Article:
From a young age, most American students are taught that a four-year degree is the best endgame for their vocational future. There are graphs plastered on every corner of most public high schools showing the same statistic: if you don’t go to college, you aren’t going to make any money. Many lessons taught at the secondary level are given with the caveat that “you won’t make it a day in college if you can’t get this right.”
Although the American job market has become extremely competitive, and holding a degree statistically results in an easier time finding a career, the process has become dogmatic, which has provided colleges and universities ample cause to inflate their tuition costs at appalling rates. Meanwhile, median household incomes have remained almost stagnant for the better part of two decades. Couple that with the multitudes of neglected blue-collar industries that the U.S. has a hard time finding workers for, and the result is a shortsighted educational system which is a key component in the decline of the middle class. A skewed proportion of American students are being sent to college because of older generation’s dated misconceptions. This is throwing the economy even more out of balance and disillusioning an entire wave of young adults. If that’s not enough, the older generation blames all of the nation’s current problems on ‘millennial laziness’ and downplays the pressure of the perilous situation they’ve left us in.
The United States currently has one of the world’s most revered platforms for higher education. According to Project Atlas, there are currently 974,926 international students studying in the U.S., while only 304,467 Americans are enrolled in overseas institutions. Although they hold a lot of prestige, these American colleges are some of the most expensive to attend—in 25 years, average tuition costs have increased significantly, quadrupling the standard inflation rate. The aftermath of these price spikes has been severe: MarketWatch’s national student loan debt clock puts the total past $1.3 trillion. The investment required for a household to send a child to college is so tremendous that it’s unrealistic to assume that everyone can and should go past high school. Despite the multitude of grants and scholarships available to currently enrolled students, the average debt past graduation hovers around the six-digit range. With this in mind, it is literally not worth sending some kids who didn’t enjoy school or have any attachment to a degree program into higher education.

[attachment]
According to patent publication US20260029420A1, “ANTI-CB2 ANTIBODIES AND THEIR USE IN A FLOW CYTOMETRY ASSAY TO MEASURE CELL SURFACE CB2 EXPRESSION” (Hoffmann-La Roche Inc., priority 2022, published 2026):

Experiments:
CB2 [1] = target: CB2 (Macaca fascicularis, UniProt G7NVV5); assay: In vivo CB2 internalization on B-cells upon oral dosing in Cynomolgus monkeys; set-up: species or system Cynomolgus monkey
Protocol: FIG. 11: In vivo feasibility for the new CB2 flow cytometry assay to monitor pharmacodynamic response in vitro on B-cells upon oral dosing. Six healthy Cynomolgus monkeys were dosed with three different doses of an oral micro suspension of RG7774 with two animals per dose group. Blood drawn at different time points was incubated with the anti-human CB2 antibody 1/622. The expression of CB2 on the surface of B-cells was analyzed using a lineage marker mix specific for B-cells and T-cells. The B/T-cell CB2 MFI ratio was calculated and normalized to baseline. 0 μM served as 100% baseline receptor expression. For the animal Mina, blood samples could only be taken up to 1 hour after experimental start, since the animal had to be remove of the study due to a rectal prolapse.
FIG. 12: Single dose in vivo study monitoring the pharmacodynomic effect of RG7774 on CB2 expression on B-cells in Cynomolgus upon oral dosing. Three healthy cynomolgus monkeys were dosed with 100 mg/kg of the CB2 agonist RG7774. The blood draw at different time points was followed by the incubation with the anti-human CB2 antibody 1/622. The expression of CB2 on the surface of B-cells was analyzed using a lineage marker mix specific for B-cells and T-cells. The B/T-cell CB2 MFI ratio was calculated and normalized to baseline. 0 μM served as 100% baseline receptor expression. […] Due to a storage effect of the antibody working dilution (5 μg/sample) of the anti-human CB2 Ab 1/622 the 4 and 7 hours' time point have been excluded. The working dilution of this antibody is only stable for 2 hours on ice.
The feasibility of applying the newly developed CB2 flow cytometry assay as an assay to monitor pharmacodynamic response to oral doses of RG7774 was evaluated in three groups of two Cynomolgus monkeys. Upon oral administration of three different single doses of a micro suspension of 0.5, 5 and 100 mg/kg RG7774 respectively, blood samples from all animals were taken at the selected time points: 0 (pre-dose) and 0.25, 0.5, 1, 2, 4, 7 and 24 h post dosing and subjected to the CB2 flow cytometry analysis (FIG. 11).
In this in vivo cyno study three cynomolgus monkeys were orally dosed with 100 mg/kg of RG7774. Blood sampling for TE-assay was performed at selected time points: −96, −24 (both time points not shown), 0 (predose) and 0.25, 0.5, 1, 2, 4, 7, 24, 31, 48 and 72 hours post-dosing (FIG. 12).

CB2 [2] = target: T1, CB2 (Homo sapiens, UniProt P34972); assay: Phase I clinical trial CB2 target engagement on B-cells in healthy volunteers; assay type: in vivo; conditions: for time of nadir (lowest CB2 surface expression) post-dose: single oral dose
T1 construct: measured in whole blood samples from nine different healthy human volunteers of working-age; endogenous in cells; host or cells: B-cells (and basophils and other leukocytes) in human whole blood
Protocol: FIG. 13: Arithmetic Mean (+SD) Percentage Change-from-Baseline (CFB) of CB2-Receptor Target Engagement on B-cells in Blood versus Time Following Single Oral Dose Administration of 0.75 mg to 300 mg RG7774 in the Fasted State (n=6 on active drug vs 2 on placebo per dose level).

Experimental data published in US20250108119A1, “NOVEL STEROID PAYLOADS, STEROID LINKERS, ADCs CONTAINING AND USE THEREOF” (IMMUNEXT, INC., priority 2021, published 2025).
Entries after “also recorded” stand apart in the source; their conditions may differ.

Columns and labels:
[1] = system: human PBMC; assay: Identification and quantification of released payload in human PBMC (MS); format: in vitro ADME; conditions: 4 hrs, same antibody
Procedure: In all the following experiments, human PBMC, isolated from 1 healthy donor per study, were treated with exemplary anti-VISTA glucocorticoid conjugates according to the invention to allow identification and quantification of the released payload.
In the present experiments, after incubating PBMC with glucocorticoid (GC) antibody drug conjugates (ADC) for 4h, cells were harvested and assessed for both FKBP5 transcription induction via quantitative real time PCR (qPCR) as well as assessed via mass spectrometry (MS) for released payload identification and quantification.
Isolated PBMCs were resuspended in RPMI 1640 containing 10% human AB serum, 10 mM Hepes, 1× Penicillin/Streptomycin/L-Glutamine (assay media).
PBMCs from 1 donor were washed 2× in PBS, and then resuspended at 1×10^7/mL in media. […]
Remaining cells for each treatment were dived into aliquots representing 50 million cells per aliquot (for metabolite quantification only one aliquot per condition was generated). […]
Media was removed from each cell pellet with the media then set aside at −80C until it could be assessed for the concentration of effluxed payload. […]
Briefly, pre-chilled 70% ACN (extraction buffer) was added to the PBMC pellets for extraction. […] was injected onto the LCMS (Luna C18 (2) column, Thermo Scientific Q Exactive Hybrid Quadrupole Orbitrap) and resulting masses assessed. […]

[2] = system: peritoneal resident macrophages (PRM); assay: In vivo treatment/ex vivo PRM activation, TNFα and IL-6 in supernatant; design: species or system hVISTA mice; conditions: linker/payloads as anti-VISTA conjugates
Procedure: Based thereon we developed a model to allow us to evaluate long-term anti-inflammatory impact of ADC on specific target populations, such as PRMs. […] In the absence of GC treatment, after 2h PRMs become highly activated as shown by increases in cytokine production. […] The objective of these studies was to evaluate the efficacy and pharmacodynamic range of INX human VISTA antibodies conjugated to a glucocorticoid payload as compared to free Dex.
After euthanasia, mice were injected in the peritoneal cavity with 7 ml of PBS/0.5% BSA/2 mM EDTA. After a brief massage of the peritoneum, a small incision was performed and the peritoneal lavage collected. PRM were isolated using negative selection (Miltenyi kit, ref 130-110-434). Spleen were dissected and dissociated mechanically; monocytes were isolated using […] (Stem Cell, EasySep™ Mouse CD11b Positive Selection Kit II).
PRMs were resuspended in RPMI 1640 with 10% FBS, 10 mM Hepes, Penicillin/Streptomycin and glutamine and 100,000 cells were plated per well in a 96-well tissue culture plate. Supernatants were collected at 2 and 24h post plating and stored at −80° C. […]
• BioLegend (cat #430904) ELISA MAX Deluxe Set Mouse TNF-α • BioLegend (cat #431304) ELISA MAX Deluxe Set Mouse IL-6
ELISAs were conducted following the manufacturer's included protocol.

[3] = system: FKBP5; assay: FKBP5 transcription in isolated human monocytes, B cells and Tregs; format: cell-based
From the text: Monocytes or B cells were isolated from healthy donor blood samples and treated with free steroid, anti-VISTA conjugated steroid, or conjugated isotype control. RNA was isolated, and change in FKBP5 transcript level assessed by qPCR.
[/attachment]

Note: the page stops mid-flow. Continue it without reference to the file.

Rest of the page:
Firstly, a degree will not turn you into something you’re not; you come to college lazy, chances are you’re not going to leave a utilitarian intellectual, unless a mid-life crisis comes very early on. The last few years have also seen a rapidly growing resentment of young people who go into the blue-collar workforce. To many young Americans, work comes more naturally than education. This is not something that should be demonized. Aspiring artists also fall victim to the trap of pursuing a degree that merely tacks on a liberal-arts education to conventional training that could be received in a more cost-effective way. In academia, many institutions bank on a certain percentage of freshman students not staying until their sophomore year. The main justification for this idea of ‘trimming the fat’ comes from the assumption that millennials are afraid of hard work and are too self-invested to succeed.
This is presumptuous and condescending.
In reality, it is the collateral damage of a doctrine that causes families to feel insecure if they don’t raise children that can’t afford or won’t succeed in the higher education environment. Meanwhile, the United States is sorely lacking utility workers, skilled craftspeople, foresters, and mechanics.
While all this remains unaddressed, so too does the wage fissure between top-earners and median income workers in the United States, which we all know has reached unprecedented highs. The average American CEO makes 475 times as much annually as their workers’ mean income, says Robert Reich. Prospective administrations all but promise to make it worse and compare stifling it to the death of the free market and a launch into a complete welfare state.
Any young American who speaks about about these massive inequalities is met with similar rebukes: they’re lazy, entitled brats looking for handouts. We’ve become the scapegoats. We’re the reason why change is impossible. Is that true? Why can’t we end the stigma that not going to college condemns a young American to failure, because we’re perpetuating an uneducated populace? Come on, man. Ridiculous.
What’s stopping us from ending the massive debts incurred from a college degree? Nobody in this debate is asking for a state where they don’t have to work for anything, and anyone who follows that logic is purposely illegitimizing our right to be angry. We need to stop stringing out the aspirations of the new American generation, and we need to stop this unsustainable system that only serves to bleed the average household dry. We have to start actually thinking about where we commit our livelihoods, and how best to approach the question of education.